It was some random possession Saturday night, not yet midway through the third period: Utah Jazz forward Royce O’Neale was standing out of bounds, looking to simply inbound the ball to teammate Bojan Bogdanovic and struggling to do so.
Bogey was being denied by Minnesota’s Malik Beasley, who was doggedly shadowing him, being physical with him, aggressively denying him. As O’Neale finally hurriedly threw the ball in to beat the five-count, Jarrett Culver jumped in and knocked it back in his face, then vigorously applauded his own dogged effort.
That singular play did not decide Saturday’s outcome, but it sure was emblematic of it, as the Timberwolves took the fight to their hosts, sending the Jazz to a dispiriting 116-111 loss in Utah’s home opener at Vivint Arena.
Coincidentally, another inbound play with 4.2 seconds to play effectively did decide the game, as Bogdanovic was whistled for a five-second violation after Jordan Clarkson slipped to the court with the Jazz down three points and 4.2 seconds remaining.
Minnesota set the tone early, as Beasley, Josh Okogie, Culver and Anthony Edwards all took turns harassing Utah’s ball-handlers all the way up the court, disrupting their sets with physicality, throwing off their rhythm.
“Minnesota was the more aggressive team. In the first half, they ran, they defended, and that’s why we gave up a 68-point half,” said Jazz coach Quin Snyder. “… We’ve been defending and we’ve been running, and when we don’t do those two things, it’s a long nigh for us.”
After launching 3-pointers with great frequency in Wednesday’s season opener in Portland, the Jazz did not fire up a single shot from beyond the arc in the first five minutes of Saturday night’s game, and they had just four attempts through 10 minutes.
Still, they found themselves trailing by only four by quarter’s end, in spite of committing seven turnovers in the opening frame.
If that appeared an encouraging sign at the time, it didn’t turn out that way.
Rudy Gobert and Derrick Favors both had three first-half fouls, which only further hampered an already lackluster defensive effort (the Wolves shot 11 of 20 from 3-point range before halftime). And that prolific offense that lit up the Moda Center? Nowhere to be found early at the Viv, with a dozen turnovers and 33.3% 3-point shooting the hallmarks of a 15-point deficit at the break.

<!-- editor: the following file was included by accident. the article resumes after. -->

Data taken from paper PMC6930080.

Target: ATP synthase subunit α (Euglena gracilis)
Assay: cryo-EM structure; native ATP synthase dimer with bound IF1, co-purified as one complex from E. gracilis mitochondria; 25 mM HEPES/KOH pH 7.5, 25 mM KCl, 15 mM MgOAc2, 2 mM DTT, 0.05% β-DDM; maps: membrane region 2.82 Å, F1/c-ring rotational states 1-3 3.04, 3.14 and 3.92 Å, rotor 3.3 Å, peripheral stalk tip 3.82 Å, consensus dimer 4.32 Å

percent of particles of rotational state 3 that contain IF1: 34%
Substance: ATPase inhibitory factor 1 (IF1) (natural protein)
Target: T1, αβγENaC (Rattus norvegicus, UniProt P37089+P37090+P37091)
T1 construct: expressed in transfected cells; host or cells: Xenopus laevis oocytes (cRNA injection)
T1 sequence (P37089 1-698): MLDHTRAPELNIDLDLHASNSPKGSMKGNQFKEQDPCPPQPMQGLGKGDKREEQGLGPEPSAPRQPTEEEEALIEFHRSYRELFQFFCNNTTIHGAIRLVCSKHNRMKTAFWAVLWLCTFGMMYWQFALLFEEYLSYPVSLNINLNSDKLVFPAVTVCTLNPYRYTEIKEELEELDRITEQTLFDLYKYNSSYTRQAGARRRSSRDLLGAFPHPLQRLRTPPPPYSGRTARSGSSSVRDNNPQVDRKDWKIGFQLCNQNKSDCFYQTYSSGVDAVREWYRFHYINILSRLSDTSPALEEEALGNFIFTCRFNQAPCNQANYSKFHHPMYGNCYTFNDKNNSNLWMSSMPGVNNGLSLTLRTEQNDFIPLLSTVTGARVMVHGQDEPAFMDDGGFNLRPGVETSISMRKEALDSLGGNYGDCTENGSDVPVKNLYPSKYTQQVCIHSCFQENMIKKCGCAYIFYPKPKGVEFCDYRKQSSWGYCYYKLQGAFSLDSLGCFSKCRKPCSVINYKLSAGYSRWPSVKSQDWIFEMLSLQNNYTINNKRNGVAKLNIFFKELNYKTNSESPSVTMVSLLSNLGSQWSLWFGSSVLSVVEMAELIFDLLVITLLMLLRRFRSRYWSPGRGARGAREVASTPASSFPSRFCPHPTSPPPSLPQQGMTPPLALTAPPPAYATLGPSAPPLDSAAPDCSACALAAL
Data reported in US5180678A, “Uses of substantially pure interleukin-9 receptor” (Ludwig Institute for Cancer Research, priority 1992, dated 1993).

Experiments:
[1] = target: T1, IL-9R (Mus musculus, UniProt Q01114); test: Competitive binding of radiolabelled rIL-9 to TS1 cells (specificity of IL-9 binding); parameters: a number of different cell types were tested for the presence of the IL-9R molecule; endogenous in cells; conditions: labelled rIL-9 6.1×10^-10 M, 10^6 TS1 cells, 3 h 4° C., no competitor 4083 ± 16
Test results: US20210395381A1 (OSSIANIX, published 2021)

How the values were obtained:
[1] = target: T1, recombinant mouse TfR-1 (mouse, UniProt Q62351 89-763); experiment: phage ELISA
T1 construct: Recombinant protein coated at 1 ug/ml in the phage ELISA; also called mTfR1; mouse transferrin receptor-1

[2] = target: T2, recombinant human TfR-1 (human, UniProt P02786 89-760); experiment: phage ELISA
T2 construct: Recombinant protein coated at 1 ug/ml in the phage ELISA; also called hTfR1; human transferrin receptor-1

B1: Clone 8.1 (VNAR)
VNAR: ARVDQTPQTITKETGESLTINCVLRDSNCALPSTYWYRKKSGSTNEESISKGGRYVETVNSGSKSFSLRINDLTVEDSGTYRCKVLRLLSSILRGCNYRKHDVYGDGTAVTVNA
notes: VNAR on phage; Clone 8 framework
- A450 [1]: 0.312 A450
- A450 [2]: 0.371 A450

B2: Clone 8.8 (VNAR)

Utah did finally emerge from its lethargic stupor deep in the third.
Mitchell started attacking the rim with urgency, and even though he wasn’t making his shots, the Jazz did get buckets off of back-to-back-to-back putbacks — first via Mitchell rebounding one brick for a lay-in-and-one, then with Gobert soaring in to ram home the next two. That 10-2 run made it a single-digit deficit for the first time in some time.
The run was extended to 20-8 a few minutes into the fourth, as consecutive triples from Clarkson got the Jazz as close at 94-89 with 8:57 to play.
The 1,800 or so fans in attendance at the Viv were buzzing, sensing the momentum finally going their way.
It didn’t last long.
Karl-Anthony Towns drove in unimpeded for a layup. A missed layup by Clarkson enabled Beasley to leak out against an oblivious defense, collect the deep outlet, and convert a layup of his own. Towns hit a jumper, got fouled, and made the free throw.
“They took us out of a lot of our actions. We gotta find ways to respond to that,” said Donovan Mitchell. “… We waited too long — it’s tough to come back from a 17-point deficit.”
While the Jazz kept the game within shouting distance — several times getting as close as four points in the final 3 minutes, and within 111-109 with 5.9 seconds to play — they never could quite get over the top.
Clarkson had a team-high 23 points, while Mitchell added 21, though he was a not-exactly efficient 6-for-21 in getting there. Bogdanovic, meanwhile, endured an even more brutal performance, looking off-kilter all night, a short-armed layup deep in the fourth summarizing his 3-for-16 shooting effort.
Mike Conley kept the Jazz in it for a time with aggressive shot-making, and finished with 20 points, six rebounds and four assists. Gobert overcame his foul trouble (he picked up his fourth just 28 seconds into the third quarter) to finish with 16 points and 15 boards.
Still, Utah shot just 38.3% from the field on the night and went 10 of 34 from deep. Minnesota, meanwhile, went 13 of 29 beyond the arc.
“We weren’t attacking — it’s really that simple,” Snyder said. “… When you start getting stops, that enables you to start getting downhill. But it was too little, too late.”